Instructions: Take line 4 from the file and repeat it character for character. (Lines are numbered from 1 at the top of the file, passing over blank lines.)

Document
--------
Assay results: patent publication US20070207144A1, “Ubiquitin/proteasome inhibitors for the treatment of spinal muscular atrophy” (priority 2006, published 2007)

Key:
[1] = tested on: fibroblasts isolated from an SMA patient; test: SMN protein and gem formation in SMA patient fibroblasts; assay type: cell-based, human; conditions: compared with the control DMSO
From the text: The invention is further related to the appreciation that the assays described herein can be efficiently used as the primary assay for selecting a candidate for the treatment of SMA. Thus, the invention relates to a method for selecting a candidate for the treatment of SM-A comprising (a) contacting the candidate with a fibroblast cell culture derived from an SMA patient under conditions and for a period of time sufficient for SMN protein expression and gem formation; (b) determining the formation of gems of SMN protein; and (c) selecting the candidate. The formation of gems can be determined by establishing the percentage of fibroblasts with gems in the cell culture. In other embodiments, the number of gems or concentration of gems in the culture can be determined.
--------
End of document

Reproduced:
From the text: The invention is further related to the appreciation that the assays described herein can be efficiently used as the primary assay for selecting a candidate for the treatment of SMA. Thus, the invention relates to a method for selecting a candidate for the treatment of SM-A comprising (a) contacting the candidate with a fibroblast cell culture derived from an SMA patient under conditions and for a period of time sufficient for SMN protein expression and gem formation; (b) determining the formation of gems of SMN protein; and (c) selecting the candidate. The formation of gems can be determined by establishing the percentage of fibroblasts with gems in the cell culture. In other embodiments, the number of gems or concentration of gems in the culture can be determined.